As a professional salesperson or perhaps a sales manager you want to know the score. It’s something built into us and part of what makes a salesperson great. I tell people I used to love to mow grass when I was young—absolutely loved it. The reason: I could push that mower 12 feet and turn around and see accomplishment.
As salespeople, we need that feedback. With that in mind, let’s look at a few KPI’s (Key Performance Indicators) every salesperson and manager should be monitoring.
Number of new calls
I’ve said it before and I’ll say it again; if you don’t prospect you’ll have no one to close. The number of new calls is one of, if not the single most important factors in success. How many are you making weekly or monthly? Whatever it is there is a good chance you could make more. But, however many it is—keep up with it. Measure it and try to constantly improve.
Outbound phone calls
I realize not every industry uses the phone to sell, but I like to track outbound phone calls for prospects, new customers, current customers and potential referrals. How much are you talking to the people who can and do buy from you? There’s no excuse not to be able to make multiple calls a day: before you start your sales day, between calls, right before lunch, right after lunch and right before you leave. Make it a habit and measure how many touches you are making by phone.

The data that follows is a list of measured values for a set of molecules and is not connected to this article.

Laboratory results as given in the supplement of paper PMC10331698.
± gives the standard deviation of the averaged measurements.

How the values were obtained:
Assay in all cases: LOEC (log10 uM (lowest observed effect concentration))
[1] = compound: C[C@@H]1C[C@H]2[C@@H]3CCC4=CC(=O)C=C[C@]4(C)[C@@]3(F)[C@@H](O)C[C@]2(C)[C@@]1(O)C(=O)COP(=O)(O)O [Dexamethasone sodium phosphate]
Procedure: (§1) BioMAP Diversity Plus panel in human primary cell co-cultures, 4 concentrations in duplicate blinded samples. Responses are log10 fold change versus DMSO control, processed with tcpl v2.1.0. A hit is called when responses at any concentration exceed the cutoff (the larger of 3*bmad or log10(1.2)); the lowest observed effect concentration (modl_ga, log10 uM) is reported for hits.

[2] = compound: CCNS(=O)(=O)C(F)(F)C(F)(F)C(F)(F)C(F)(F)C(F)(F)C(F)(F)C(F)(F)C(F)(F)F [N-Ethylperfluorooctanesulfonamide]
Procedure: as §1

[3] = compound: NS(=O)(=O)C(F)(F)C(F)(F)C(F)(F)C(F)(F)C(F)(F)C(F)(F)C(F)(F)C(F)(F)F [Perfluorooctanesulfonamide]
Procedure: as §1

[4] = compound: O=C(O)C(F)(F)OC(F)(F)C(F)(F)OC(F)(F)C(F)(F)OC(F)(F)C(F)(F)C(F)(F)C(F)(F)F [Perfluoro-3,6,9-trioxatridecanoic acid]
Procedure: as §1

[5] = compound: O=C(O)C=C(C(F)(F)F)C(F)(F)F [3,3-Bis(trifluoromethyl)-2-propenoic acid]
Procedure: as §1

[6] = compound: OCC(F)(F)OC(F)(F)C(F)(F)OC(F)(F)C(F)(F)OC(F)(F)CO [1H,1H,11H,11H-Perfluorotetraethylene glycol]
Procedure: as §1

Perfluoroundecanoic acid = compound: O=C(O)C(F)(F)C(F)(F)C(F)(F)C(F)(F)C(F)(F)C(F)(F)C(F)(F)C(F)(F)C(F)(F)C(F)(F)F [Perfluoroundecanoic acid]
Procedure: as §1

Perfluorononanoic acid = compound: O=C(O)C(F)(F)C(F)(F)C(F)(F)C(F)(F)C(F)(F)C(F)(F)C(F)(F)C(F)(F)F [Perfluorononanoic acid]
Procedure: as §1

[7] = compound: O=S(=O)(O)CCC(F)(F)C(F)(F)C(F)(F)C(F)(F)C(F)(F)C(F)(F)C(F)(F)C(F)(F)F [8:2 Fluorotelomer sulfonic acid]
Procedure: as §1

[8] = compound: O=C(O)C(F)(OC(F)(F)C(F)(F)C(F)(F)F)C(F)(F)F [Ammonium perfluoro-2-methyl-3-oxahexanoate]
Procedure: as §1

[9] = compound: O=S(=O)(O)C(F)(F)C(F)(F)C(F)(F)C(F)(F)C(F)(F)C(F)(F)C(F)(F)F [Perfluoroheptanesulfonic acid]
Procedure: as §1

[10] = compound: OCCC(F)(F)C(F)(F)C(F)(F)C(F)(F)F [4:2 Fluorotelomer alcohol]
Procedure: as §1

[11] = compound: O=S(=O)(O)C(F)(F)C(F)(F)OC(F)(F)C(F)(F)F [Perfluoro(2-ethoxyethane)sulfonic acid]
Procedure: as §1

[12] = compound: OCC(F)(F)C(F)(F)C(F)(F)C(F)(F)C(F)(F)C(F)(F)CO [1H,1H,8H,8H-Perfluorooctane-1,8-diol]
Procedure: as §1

The goal of all those new calls is to get to presentations. How many are you making? Again, you can manage what you can measure. Know this number, track it weekly and monthly. You should know today how many you made last month and your goal should simply be to make at least one more.
How many of those presentations were successful? How many lead to new business? This is your closing percentage—the number you live and die by. The more calls you make the more sales you make, but if you can increase your closing percentage you can increase your paycheck!
How many dollars are you generating for the company? Again, I’ve said this before: not all sales are good sales. Profitable sales are good sales. Know what you’re bringing in for your organization—just trading dollars for dollars is a waste of everyone’s time.
There you have five KPI’s I track. Note you don’t see sales dollars on there. Too many times people get caught up with sales dollars at the expense of gross profit. Don’t. If a sale is not worth having, let someone else have it. Focus on the good things: meeting new people, sharing your story and making them profitable customers.